Paediatric Dental Sedation: What about It?

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Prior to now, sedation dentistry has not been a part of dental practices. It has only been in recent times that more dental practitioners are incorporating sedation into their dental practices and are undertaking and completing the requirements needed to do so. Until recently, sedation dentistry was in use mainly for third molar removal and other types of oral surgery.

When it comes to paediatric dental care, performing invasive procedures can be downright unmanageable even when nitrous oxide is used. Drugs such as midazolam can be administered to children to make their dental experience trauma free. It acts fast and its effects wear off fast as well. It produces post sedation amnesia such that the patient does not recall what went one while she was in the chair.

On October 24, 2016, Brazilian researchers published a study in Brazilian Oral Research where they investigated if the behaviour of child patients was improved over time during future dental visits as a result of moderate sedation. At the end of the study, the researchers discovered that the behaviour of the children who received moderate sedation did improve over time. The sum of their scale scores, which according to their study implies that behaviour is improving the lower it is, kept decreasing with follow-up visits. When the study began and the children were first given the treatment, the combined for all the groups of children tested was 12.4 and by the time follow=up visits were concluding the score had become 6.8. All the children that partook in this study were younger than 6 years old as at the time the study commenced.

Updated guidelines on the use of dental sedation for paediatric patients have been released by the American Academy of Paediatrics and the American Academy of Paediatric Dentistry. The new guidelines were released in June 2016. They noted that patients younger than 6 years, especially the ones that are not up to 6 months old, are likely to bear the greatest risk of the occurrence of a contrary result or event during a sedative procedure. According to them, this age group is “particularly vulnerable to the sedating medication’s effects on respiratory drive, airway patency, and protective airway reflexes.”

Dental sedation has far reaching effects all the way into the central nervous system where it affects consciousness and airway reflexes, therefore it is important that there are trained personnel and required equipment that will be responsible for and used in monitoring the vital signs of the patient.

Dr. Cecilia L. Luong, member of the American Dental Association and a general dentist with Tiger Smile Family Dentistry in Baton Rouge, LA, is of the opinion that paediatric dental sedation is beneficial to everyone one involved, child, parent and dentist. She says “In our dental practice, we use conscious sedation, by way of combining benzodiazepines with nitrous oxide, to soothe our patients and because of this everyone involved has a trauma free experience. Conscious sedation is a safe procedure once it is done following the laid down guidelines, the people administering it are experienced and trained personnel and proper monitoring of the patient is carried out.”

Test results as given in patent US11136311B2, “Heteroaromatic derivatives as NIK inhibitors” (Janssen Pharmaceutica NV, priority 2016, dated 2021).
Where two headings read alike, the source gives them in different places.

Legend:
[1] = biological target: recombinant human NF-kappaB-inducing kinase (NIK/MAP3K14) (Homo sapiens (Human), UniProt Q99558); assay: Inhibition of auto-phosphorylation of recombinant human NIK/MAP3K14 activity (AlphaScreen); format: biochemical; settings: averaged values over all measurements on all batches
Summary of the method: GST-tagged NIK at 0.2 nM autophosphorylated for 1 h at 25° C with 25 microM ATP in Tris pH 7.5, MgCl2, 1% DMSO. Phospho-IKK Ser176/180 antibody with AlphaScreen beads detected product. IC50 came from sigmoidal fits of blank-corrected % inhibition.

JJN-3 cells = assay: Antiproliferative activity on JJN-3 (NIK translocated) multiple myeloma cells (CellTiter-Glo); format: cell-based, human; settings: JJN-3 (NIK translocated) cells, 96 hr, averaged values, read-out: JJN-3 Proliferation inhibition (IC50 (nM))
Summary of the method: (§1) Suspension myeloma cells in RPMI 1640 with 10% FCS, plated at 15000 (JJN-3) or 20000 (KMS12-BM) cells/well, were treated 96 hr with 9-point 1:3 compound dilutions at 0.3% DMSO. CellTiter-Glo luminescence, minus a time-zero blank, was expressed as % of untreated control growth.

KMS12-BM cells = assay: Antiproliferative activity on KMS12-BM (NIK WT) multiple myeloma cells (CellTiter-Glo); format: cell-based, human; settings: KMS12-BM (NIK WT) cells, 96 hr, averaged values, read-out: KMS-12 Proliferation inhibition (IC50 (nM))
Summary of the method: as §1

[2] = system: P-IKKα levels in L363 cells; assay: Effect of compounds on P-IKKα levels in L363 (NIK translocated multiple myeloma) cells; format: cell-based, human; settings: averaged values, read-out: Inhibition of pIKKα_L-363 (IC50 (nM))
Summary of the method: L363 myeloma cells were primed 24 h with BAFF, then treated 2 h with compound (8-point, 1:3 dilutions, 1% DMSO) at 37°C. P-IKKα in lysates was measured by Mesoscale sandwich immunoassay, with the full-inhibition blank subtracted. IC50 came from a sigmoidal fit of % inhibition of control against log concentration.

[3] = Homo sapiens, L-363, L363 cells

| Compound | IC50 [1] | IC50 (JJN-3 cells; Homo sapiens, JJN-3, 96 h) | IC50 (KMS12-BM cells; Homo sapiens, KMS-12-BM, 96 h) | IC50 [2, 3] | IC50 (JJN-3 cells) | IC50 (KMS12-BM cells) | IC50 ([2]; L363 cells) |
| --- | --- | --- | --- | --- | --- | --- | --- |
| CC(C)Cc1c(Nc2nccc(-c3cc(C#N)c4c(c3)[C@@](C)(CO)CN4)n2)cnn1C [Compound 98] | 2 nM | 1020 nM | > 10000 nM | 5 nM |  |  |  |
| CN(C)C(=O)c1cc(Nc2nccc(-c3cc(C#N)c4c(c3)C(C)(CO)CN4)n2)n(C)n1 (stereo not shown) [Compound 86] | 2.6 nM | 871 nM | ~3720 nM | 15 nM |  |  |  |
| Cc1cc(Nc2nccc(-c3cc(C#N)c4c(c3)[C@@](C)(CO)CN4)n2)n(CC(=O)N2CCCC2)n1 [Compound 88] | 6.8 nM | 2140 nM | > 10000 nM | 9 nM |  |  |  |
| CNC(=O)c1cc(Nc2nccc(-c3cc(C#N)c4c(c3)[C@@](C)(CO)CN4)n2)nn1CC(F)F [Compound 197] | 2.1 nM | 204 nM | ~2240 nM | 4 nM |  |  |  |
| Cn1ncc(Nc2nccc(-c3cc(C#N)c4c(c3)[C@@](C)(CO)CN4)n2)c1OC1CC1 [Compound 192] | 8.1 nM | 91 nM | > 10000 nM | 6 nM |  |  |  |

There is a planning and preparation outline, released by the American Society of Anesthesiologists and American Academy of Paediatric Dentistry (AAP-AAPD), for a sedation procedure which has been simplified to follow the acronym, SOAPME.

S = suction must be present

O = oxygen; an adequate reserve supply must be provided

A = airway; there must be size-appropriate equipment present to manage a non-breathing child

P = pharmacy; drugs needed to support life and the required sedation reversal agents must be at hand

M = monitors; there have to be size-appropriate oximeter probes, electrocardiogram, non-invasive blood pressure measurement that will monitor the child’s condition

E = equipment; a defibrillator with appropriate size pads must be at hand

Dr. Robert Delarosa, president of the American Academy of Paediatric Dentistry is quoted to have said “Dentistry is not the most innocuous stimulus and a very, very young child has to be made as comfortable as possible. So it’s not uncommon for children to undergo anaesthesia.” Paediatric dental sedation has great benefits dental practices that treat children especially those that are family dentistry practices. There are benefits for everyone all involved as the dentist can take care of the needs of the child, the child is comfortable and experiencing no trauma during the procedure and the parents are not anxious or worried. So long the sedation follows guidelines and involves the right and experienced personnel, this makes it a safe treatment option that is becoming more accepted and widely sought and that can be used safely in dental practices.

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